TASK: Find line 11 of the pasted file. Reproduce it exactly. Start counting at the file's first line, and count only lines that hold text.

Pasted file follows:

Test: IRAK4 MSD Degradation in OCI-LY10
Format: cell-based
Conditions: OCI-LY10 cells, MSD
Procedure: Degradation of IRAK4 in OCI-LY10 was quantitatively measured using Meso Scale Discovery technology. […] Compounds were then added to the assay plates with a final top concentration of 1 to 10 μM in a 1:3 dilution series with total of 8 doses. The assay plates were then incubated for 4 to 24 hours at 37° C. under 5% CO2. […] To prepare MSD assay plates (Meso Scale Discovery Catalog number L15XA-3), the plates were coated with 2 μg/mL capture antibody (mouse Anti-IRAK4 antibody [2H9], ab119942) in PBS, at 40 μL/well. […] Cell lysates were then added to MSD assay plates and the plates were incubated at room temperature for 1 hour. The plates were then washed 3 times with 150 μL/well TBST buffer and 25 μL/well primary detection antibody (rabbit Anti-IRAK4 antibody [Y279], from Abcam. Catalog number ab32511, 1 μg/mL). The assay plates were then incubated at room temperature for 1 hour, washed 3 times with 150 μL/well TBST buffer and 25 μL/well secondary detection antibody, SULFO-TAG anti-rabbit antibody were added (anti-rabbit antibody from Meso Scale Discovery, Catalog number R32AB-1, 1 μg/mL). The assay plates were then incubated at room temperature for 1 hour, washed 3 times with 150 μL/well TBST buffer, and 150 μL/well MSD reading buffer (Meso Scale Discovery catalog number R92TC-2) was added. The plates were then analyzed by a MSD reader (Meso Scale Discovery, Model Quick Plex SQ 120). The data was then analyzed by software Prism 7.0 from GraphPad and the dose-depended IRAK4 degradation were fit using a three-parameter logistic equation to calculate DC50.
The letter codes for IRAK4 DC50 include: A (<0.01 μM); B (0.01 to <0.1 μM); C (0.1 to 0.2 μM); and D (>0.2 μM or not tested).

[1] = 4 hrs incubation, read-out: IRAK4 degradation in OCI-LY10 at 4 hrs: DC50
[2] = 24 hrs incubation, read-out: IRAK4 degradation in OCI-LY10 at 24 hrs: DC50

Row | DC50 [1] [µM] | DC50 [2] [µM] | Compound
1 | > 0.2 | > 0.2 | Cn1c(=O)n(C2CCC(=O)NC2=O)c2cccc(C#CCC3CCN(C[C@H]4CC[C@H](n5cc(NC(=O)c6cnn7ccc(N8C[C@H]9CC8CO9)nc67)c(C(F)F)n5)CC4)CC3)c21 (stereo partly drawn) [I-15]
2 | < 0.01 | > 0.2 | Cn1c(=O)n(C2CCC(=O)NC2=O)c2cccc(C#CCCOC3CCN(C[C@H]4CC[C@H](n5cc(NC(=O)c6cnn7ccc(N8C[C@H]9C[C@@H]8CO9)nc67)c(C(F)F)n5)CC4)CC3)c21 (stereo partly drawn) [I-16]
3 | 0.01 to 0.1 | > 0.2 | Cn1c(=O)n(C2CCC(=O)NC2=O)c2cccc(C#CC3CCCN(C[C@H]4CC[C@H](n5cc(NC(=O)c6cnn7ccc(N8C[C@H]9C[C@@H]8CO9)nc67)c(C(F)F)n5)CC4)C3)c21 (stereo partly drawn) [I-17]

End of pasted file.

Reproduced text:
3 | 0.01 to 0.1 | > 0.2 | Cn1c(=O)n(C2CCC(=O)NC2=O)c2cccc(C#CC3CCCN(C[C@H]4CC[C@H](n5cc(NC(=O)c6cnn7ccc(N8C[C@H]9C[C@@H]8CO9)nc67)c(C(F)F)n5)CC4)C3)c21 (stereo partly drawn) [I-17]